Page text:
First Month with Save the Children in the Philippines

It’s crazy to think that 1 month ago today, I was on a plane from Philadelphia to Manila. (Three planes technically, if you count the 2 layovers in Seattle and Taipei…) In a blink of an eye, 1/6th of my PULSE assignment with Save the Children has come and gone.  But what a month it has been!  On my 2nd day at work, I was able to join in on the fun at the GSK Makati Office during Orange United Week by manning the Save the Children Booth.  The Philippines Leadership Team members were great baristas at the Starbucks Executive Booth.  Those of us who bought frappucinos to fundraise for Save the Children had big dollops of whip cream with orange sprinkles on top!

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Manning the info booth with Ave, the Sponsorship Manager at Save the Children.

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Enjoying my Orange United Starbucks Frappucino with a big dollop of whip cream and orange sprinkles

During my second work week as a Corporate Engagement Specialist in the Member and Donor Relations unit, I reached out to other companies with Corporate Social Responsibility (CSR) programs at the 12th annual CSR Expo hosted by the League of Corporate Foundations.  In addition to educating other exhibitors and attendees about the “Skills to Succeed” and “First Read” programs being implemented by the staff in the Philippines Country Office, I scoped out other potential partners and donors to see if we can pool resources for a common cause.  “Skills to Succeed” is a partnership between Save the Children and Accenture, focusing on providing disadvantaged and at-risk youths with business skills that strengthen employment opportunities.  “First Read” is a program supported by Prudence Foundation which works with parents of pre-school aged children to provide them with knowledge, skills, and materials to support their children’s emergent literacy and numeracy skills.

As part of Orange United, I pledge...
As part of Orange United, I pledge…

I’m observing firsthand how crucial corporate and institutional funding is to enable important programs to be carried out.  I’m also noticing how seemingly complicated the funding mechanisms can be for a Save the Children “country office” that is not a “member country” and is registered as an international charity rather than a local Philippines charity.  As an example (and one that I’m really excited about), GSK has approved funding for Save the Children to train frontline health workers to improve healthcare and nutrition services for mothers and children under the age of five in the Sultan Kudarat province in the Philippines.  However, since the Philippines country office is not a “member country”, the payment needs to be deposited to Save the Children UK and subsequently transferred to Save the Children in the Philippines.  Every time the country office needs to obtain corporate-funded money for program implementation, the awards management unit needs to reach out to a “member country” (like Save the Children US, UK, Australia, Sweden, or Japan) to access the funds, even if there is a local presence of the corporate donor in the same city as the country office…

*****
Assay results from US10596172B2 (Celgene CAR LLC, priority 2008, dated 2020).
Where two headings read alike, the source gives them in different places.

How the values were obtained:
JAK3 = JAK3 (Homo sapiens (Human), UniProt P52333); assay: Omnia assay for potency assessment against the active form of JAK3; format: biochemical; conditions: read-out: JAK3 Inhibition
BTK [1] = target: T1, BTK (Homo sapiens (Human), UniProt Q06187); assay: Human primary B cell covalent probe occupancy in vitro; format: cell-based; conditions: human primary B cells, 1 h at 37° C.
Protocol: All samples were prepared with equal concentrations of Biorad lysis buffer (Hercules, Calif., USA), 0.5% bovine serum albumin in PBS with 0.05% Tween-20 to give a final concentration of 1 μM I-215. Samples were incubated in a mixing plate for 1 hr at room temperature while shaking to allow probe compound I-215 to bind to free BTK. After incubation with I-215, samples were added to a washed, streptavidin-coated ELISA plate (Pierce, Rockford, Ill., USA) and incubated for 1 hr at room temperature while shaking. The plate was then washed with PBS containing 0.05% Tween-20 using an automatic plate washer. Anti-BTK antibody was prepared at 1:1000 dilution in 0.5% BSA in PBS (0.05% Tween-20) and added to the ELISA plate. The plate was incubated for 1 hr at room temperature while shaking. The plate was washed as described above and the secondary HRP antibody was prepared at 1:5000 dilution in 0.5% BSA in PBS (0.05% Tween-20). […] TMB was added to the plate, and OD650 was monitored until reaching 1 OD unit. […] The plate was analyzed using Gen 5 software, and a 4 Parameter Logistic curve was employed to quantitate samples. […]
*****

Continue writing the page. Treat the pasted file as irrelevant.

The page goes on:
Nevertheless, I’m looking forward to contributing to this GSK-Save the Children initiative, which I recently found out there is a parallel program planned for Save the Children in Egypt.  I’ll be reaching out to the PULSE assignee in Cairo, Mahmoud Mohsen Emam, to see if there are any synergies for us to consider.

On a personal note, after an intensive apartment hunt, I settled in a condo near an easily recognizable landmark (Greenbelt Mall in Makati City, Metro Manila) so when I take taxis to and from my place, I can give a recognizable destination even though I don’t speak Tagalog.  Every day has been an adventure with various taxi drivers…  From a driver telling me that some of his customers pay him 3 times the amount on the meter because he’s willing to drive them in this congested traffic to another driver turning around to stare at me or the bag next to my feet every time the car stops at an intersection…  Or another taxi driver taking me to a different part of town so he can “create more opportunities for livelihood”.  But because I blend in here as a fellow Asian, I haven’t experienced the taxi adventures to the same extent as my British expat colleague who had a random purse snatcher open the car door while the taxi was stuck in traffic or another driver telling her: “You’re travelling alone?  You’re going to get mugged so don’t trust anyone…”  At least that particular taxi driver was trying to be helpful…

Aside from a bit of uncertainty during the daily commute, the people I met in the Philippines have been so welcoming and incredibly hospitable.  As the tourism marketing slogan in this country says: “It’s more fun in the Philippines!”  One example of the fun is my first karaoke experience with the Save the Children staff!  Such great voices!  They can audition for the Voice of the Philippines!

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Karaoke fun with Save the Children staff in the Philippines

I haven’t been blogging nearly as much as I thought I would, so will make it a personal goal in month 2 to put my thoughts out in the universe more often and see what comes back!

15 comments

  1. Vivian…. so great to hear from you and see a few photos from your assignment. I can not believe it has been a month already. I am leaving Ghana in two weeks time and can’t believe my time is already coming to an end. It goes by so fast, so continue to cherish every moment.